On October 18, the 2005 Nobel Prize winner in Chemistry, Robert H. Grubbs, was invited to give a special lecture in the ScienceBuilding. The lecture was organized by the department of chemistry to celebrate the 120th anniversary of Ewha and the 55th anniversary of the Department of Chemistry.
Grubbs’ lecture was titled “Olefin Metathesis Catalysts for the Preparation of Molecules and Materials.” A metathesis is an organic reaction in which chemists selectively strip out certain atoms in a compound and replace them with atoms that were previously part of another compound. The end result is a custom-built molecule that has specialized properties that can lead to better drugs for the treatment of disease, or better electrical conducting properties for specialized plastics, for example.Grubbs was awarded the Nobel Prize for developing powerful new catalysts for metathesis that enabled custom synthesis of valuable molecules, including pharmaceuticals and new polymers with novel materials properties.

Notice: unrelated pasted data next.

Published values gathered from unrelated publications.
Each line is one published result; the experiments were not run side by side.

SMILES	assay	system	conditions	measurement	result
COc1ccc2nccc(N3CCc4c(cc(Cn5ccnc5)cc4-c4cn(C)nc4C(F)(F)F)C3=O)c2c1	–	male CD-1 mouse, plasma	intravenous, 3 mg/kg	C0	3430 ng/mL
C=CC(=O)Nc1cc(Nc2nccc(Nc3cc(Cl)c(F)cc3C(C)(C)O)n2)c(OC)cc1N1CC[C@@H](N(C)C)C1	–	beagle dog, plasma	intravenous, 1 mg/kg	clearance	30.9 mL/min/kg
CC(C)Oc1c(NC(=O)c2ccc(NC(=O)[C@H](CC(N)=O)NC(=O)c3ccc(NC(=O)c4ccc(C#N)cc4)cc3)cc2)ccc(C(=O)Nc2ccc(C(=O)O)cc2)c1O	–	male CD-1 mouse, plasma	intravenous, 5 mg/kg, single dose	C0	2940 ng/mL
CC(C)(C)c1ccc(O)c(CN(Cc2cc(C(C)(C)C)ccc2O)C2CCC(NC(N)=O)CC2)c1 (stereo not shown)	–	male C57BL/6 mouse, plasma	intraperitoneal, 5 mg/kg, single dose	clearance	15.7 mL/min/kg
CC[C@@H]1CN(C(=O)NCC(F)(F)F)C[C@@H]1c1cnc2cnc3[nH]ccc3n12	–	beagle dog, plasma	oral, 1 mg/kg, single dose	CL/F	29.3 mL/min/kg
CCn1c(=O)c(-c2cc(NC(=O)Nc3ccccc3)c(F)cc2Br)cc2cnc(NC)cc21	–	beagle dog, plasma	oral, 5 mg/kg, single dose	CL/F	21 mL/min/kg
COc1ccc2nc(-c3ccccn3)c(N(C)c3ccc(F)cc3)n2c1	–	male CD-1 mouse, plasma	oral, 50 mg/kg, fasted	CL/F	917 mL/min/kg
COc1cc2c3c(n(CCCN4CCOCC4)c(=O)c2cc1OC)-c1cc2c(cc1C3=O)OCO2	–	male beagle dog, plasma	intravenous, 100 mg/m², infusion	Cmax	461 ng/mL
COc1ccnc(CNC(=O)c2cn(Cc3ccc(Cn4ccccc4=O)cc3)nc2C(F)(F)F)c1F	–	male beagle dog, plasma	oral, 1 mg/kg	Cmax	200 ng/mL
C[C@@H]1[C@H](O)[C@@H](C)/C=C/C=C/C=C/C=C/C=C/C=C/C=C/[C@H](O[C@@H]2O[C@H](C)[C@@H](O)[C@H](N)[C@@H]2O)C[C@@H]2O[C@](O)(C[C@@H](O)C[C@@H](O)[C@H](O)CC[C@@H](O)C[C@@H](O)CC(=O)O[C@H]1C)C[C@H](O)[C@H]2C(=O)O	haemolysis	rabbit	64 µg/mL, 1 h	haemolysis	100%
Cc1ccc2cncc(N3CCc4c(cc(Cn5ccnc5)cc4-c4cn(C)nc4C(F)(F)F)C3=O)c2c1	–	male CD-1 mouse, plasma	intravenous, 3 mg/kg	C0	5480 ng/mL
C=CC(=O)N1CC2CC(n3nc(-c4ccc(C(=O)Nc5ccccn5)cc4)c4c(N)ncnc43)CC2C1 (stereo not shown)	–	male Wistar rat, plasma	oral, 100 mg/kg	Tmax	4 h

Grubbs was is a native of Kentucky and earned his bachelor's and master's degrees at the University of Florida. After completing his doctorate in chemistry at ColumbiaUniversity, he spent a year at StanfordUniversity as a postdoctoral fellow, and then joined the MichiganStateUniversity faculty in 1969. He moved to Caltech in 1978 with full tenure as a professor, and has been the Victor and Elizabeth Atkins Professor of Chemistry there since 1990. He has been a member of the National Academy of Sciences since 1989, and was the 2000 recipient of the Benjamin Franklin Medal.